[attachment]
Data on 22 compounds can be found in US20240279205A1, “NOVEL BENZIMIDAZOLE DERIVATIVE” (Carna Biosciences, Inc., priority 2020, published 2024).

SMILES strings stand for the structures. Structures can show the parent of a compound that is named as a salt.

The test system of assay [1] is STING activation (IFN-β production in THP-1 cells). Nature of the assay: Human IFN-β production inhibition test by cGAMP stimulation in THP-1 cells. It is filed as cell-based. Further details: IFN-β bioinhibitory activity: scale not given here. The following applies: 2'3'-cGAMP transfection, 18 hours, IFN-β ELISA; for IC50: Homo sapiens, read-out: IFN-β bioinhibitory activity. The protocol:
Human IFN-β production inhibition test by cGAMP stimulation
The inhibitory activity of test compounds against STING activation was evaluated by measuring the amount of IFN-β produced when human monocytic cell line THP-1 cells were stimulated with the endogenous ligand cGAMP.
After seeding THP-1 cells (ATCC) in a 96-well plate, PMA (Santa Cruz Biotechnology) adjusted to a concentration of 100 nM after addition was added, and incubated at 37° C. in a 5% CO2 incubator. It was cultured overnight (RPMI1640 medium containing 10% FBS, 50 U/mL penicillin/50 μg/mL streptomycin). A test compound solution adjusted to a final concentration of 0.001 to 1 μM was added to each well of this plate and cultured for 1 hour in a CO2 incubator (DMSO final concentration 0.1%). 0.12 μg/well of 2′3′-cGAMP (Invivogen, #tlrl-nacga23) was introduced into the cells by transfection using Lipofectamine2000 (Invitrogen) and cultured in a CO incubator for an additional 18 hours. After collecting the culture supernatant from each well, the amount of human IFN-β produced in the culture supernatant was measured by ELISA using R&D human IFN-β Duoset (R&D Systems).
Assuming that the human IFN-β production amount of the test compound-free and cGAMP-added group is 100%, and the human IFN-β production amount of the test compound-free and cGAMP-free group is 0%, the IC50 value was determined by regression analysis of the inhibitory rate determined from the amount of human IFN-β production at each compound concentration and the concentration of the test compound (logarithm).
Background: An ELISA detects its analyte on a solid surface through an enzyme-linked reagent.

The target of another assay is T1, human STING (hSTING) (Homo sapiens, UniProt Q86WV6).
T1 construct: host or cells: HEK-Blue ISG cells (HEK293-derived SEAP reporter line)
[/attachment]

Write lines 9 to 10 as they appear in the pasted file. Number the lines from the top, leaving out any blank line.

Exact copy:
The target of another assay is T1, human STING (hSTING) (Homo sapiens, UniProt Q86WV6).
T1 construct: host or cells: HEK-Blue ISG cells (HEK293-derived SEAP reporter line)